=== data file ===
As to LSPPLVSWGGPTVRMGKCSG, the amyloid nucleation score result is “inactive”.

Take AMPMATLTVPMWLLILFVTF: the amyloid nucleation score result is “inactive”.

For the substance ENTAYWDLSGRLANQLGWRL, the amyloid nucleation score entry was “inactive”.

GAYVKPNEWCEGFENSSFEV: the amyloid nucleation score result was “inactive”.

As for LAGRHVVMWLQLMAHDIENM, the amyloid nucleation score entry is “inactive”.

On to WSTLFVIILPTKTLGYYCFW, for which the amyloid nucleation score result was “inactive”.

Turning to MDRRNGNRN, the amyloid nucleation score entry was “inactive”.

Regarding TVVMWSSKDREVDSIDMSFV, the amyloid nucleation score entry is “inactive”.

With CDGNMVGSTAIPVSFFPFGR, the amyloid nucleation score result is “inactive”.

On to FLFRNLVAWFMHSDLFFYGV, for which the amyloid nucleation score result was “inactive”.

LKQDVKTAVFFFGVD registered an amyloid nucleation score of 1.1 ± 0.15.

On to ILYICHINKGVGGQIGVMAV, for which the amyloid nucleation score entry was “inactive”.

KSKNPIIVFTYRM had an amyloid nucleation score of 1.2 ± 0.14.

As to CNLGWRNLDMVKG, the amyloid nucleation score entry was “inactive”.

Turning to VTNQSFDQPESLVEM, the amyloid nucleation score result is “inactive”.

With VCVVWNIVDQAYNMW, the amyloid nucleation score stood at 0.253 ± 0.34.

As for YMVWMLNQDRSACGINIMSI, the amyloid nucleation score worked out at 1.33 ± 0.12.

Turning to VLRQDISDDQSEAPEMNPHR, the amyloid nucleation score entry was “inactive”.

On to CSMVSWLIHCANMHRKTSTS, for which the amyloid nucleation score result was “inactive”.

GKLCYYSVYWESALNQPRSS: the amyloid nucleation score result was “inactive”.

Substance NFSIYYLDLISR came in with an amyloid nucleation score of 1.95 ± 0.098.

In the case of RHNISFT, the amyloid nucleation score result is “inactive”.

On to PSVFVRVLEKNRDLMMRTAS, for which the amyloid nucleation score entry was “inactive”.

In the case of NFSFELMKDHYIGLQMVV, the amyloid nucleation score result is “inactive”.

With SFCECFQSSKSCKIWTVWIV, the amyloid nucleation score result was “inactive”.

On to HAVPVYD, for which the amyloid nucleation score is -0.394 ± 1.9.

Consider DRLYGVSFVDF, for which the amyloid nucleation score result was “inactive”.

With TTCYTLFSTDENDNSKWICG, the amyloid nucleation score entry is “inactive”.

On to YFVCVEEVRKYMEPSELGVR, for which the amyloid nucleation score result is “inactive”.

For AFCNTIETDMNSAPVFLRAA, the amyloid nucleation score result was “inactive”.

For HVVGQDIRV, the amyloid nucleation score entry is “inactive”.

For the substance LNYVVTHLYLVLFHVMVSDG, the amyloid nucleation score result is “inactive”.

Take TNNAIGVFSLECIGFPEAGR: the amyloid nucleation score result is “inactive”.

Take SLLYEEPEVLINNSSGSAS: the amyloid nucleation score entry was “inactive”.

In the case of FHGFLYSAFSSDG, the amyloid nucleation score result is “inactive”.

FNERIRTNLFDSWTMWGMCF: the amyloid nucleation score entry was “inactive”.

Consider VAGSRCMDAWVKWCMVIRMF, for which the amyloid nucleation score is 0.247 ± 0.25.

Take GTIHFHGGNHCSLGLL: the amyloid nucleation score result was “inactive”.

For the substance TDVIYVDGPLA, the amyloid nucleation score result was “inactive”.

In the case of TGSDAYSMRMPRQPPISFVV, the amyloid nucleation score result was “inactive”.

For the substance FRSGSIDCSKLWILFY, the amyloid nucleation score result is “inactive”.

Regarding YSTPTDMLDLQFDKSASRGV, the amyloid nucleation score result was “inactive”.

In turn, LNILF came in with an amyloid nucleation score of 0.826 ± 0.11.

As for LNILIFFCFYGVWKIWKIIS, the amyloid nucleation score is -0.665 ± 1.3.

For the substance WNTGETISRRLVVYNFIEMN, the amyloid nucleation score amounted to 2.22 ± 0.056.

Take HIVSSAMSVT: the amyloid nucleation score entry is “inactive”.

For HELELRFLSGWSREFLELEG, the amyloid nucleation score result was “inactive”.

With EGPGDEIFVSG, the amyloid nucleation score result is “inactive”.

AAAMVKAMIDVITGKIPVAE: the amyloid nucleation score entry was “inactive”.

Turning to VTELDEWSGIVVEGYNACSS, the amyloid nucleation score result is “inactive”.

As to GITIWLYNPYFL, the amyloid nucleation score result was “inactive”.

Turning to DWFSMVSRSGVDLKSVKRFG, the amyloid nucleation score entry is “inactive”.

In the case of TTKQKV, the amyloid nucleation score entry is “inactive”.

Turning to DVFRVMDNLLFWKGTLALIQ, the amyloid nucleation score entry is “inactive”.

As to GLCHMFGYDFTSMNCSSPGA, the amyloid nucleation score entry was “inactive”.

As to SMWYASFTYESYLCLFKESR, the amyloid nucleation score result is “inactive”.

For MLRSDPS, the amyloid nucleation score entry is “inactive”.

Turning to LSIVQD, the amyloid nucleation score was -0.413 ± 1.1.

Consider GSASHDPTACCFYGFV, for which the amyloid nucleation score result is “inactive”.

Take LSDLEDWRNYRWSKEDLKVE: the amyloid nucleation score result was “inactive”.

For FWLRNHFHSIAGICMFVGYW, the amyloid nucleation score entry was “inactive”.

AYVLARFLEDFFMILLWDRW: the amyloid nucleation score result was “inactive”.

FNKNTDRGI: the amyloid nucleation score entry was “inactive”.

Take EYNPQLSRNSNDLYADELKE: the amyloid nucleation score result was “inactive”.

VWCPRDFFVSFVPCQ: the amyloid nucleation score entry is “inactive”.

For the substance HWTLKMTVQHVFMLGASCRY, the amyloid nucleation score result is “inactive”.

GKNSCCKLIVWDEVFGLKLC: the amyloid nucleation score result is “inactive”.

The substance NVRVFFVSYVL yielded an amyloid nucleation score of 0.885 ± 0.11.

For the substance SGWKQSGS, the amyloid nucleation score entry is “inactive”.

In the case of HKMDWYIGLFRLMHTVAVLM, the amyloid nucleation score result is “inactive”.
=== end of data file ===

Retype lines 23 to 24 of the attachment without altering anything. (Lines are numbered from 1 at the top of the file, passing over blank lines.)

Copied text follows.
On to PSVFVRVLEKNRDLMMRTAS, for which the amyloid nucleation score entry was “inactive”.

In the case of NFSFELMKDHYIGLQMVV, the amyloid nucleation score result is “inactive”.